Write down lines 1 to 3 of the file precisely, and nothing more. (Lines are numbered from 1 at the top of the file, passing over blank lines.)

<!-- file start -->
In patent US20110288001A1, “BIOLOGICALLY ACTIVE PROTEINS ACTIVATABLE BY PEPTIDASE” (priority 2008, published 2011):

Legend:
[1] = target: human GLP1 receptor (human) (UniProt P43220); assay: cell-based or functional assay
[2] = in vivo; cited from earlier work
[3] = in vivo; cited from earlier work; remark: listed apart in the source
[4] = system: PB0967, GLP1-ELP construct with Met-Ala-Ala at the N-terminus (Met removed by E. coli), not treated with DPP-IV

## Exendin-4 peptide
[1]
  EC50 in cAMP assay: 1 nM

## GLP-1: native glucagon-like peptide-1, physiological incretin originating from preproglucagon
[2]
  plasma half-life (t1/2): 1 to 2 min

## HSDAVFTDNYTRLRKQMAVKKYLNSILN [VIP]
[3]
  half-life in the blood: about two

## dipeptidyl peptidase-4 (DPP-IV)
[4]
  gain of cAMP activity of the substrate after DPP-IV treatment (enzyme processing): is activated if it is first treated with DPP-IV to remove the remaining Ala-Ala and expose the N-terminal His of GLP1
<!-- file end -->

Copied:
In patent US20110288001A1, “BIOLOGICALLY ACTIVE PROTEINS ACTIVATABLE BY PEPTIDASE” (priority 2008, published 2011):

Legend:
[1] = target: human GLP1 receptor (human) (UniProt P43220); assay: cell-based or functional assay